Tesla remains the undisputed leader in electric vehicle sales (EV) in the US in 2019, delivering an expected nine-percent sales growth over the previous year, even though the inability of competing automakers to keep up has meant a fall in the overall market.
The latest data on sales to date, and estimates for November and December, published by EV Volumes shows that total EV sales in 2019 – both plug ins and full electric – will be around 337,000, down more than four per cent from 359,000 in 2018.
“2018 had exceptional growth and nearly all of it was created by just one new entry, the Tesla Model-3. Achieving the 2017-18 growth for another year is hardly possible,” said the authors of the report and the overall market.
Source: EV volumes
The chart compares the quarterly USA plug-in sales of 2019 compared to last year. Q4 of 2019 are estimates by EV volumes . Tesla sales are down for the 2nd half of 2019 as they compare to the 2018 period when all Model-3 deliveries covered the demand and back-log in North America. Tesla volumes for the year will still be approximately 9 % higher than in 2018. The YTD sales of OEM other than Tesla with last year's reveal a bleaker picture: a combined decrease of 16 %.
Hyundai-Kia (new Kona EV), Volkswagen (e-Golf, new Audi e-tron quattro), Daimler (Merc. GLC) and Jaguar i-Pace gained, all others posted heavy losses. Nissan Leaf sales remain weak, the new 62 kWh version is overpriced and still without state-of-the-art battery cooling. GM dropped the Volt and reached the 200 000 unit limit in Q2, receiving only half of the $7500 federal EV tax credit in Q4. Ford dropped the slow selling Focus EV and C-Max PHEV and is left with the ageing Fusion PHEV. Toyota offers nothing but the 3 year old Prius PHEV, the Honda Clarity PHEV is in pre-mature decline. BMW still lacks the replacements for 330e and X5 PHEVs in the US.
Source: EV volumes
General Motors, Ford and FCA according to EV-Volumes saw losses.
Japanese carmakers Nissan, Toyota and Honda have also failed to respond to the market, with sales of Nissan’s new 62kWh Leaf still lacking liquid-cooled batter technology, Toyota offering only the ageing Prius PHEV and Honda’s Clarity PHEV sales declining early.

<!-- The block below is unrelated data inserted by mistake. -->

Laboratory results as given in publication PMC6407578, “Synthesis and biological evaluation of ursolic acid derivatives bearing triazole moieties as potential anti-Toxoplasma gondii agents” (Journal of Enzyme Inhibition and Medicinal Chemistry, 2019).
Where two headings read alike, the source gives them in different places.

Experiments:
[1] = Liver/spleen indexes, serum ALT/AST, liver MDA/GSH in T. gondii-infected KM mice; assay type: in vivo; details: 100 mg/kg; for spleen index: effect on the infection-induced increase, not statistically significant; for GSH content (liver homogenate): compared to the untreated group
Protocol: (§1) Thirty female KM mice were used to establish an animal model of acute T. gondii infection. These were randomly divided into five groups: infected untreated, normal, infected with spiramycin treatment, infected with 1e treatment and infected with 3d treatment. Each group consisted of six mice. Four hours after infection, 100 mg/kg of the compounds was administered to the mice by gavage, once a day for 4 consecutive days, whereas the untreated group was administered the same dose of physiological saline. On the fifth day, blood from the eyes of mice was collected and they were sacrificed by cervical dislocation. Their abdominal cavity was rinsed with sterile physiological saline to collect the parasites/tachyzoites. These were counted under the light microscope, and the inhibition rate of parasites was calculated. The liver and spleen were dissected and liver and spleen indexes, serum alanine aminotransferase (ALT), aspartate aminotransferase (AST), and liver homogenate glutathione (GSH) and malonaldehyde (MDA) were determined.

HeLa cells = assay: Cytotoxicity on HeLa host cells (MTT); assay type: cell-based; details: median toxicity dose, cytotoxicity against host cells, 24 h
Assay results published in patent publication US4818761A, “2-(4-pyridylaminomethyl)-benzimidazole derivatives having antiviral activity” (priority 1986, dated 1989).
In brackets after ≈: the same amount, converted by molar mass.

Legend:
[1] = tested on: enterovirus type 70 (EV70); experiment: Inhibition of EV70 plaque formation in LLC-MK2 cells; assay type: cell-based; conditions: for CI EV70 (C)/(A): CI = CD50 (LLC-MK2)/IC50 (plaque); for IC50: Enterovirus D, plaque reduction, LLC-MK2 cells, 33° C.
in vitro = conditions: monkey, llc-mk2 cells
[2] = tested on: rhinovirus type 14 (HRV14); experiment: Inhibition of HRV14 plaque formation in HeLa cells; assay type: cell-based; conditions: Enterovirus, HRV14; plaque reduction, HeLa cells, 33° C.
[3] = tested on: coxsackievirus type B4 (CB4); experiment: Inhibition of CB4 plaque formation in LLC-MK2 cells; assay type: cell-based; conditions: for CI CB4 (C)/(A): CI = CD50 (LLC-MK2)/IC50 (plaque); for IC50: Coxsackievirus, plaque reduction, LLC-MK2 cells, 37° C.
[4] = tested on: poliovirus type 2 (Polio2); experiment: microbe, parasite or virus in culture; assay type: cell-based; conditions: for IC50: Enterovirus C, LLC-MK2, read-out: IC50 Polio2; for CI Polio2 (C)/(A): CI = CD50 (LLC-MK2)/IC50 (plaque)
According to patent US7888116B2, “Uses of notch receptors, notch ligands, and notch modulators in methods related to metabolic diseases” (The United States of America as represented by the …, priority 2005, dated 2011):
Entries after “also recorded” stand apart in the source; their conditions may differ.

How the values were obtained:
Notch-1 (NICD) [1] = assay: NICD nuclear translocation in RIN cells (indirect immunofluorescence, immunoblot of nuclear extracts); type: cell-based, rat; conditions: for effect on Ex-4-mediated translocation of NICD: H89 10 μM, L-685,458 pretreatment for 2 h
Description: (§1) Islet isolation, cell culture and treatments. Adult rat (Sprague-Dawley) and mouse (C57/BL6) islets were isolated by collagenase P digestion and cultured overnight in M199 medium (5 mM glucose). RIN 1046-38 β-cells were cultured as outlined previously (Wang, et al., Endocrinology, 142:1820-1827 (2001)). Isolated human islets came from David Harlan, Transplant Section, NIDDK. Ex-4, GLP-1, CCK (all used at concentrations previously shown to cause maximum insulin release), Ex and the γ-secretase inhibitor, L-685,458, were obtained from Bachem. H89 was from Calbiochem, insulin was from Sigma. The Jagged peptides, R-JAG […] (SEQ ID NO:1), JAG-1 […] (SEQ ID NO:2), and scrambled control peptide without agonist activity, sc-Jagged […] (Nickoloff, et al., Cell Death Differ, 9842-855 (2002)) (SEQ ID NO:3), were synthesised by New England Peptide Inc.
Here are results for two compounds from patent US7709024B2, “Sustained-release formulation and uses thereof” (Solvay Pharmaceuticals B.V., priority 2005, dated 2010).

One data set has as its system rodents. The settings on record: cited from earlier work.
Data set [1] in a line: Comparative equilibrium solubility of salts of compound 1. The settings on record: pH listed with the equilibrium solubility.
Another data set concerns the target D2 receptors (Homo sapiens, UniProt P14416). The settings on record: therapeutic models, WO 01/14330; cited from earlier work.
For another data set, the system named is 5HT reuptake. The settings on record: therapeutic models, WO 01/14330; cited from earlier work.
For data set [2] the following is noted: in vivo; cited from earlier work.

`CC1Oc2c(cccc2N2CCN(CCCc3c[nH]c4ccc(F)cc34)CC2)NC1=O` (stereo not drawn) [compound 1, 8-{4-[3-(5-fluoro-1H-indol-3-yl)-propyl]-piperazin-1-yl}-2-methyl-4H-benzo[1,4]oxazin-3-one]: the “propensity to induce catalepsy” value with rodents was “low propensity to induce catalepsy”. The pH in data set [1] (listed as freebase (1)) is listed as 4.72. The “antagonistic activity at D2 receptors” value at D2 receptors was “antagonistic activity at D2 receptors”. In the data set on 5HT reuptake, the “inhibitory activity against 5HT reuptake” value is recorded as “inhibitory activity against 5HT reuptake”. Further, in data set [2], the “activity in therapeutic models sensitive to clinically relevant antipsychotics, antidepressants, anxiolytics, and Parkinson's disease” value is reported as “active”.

GM’s Volt, of which it ended production two weeks ahead of schedule in February, finally reached the 200,000 unit limit imposing a halving of the $US7,500 ($A11,033) federal tax credit, while Ford only has the Fusion PHEV on the market after dropping the Focus EV and C-Max PHEV.
Tesla sales are 9 % up year-to-date and stand for 55 % of the plug-in volume in the US. Counting BEVs only, the Tesla share is 76 %.
Source: EV volumes
The USA plug-in sales history had a temporary decline before and, like for 2019, it was supply related: Toyota phased out the 1st generation Prius PHEV without having the successor ready and GM lost volume during the change-over to the 2nd generation Volt.
2018 had exceptional growth and nearly all of it was created by just one new entry, the Tesla Model-3. Achieving the 2017-18 growth for another year is hardly possible. Tesla delivered 140 000 Model-3 in USA last year and exports were to Canada only. This year, Model-3 deliveries in the US will increase by another 15-20 000 units.
Judging by the OEM announcements, 2020 promises to be the year with the highest number of new EV introductions ever, over 20 new entries, 9 of them BEVs.
Most significant is be the arrival of more affordable plug-ins for SUV-Crossovers. More than 6 million ICE units were sold in the C/D-SUV category last year, 1,5 million more than in the C/D-car segments. We can look forward to a healthy boost in EV adoption for 2020 and 2021. The introduction timing of the new and upgraded PHEVs from Europe is still uncertain; demand for them is very strong in Europe, following months of hiatus. Sector growth in 2020 will largely depend on the ramp-up of Model-Y and Mustang Mach-E.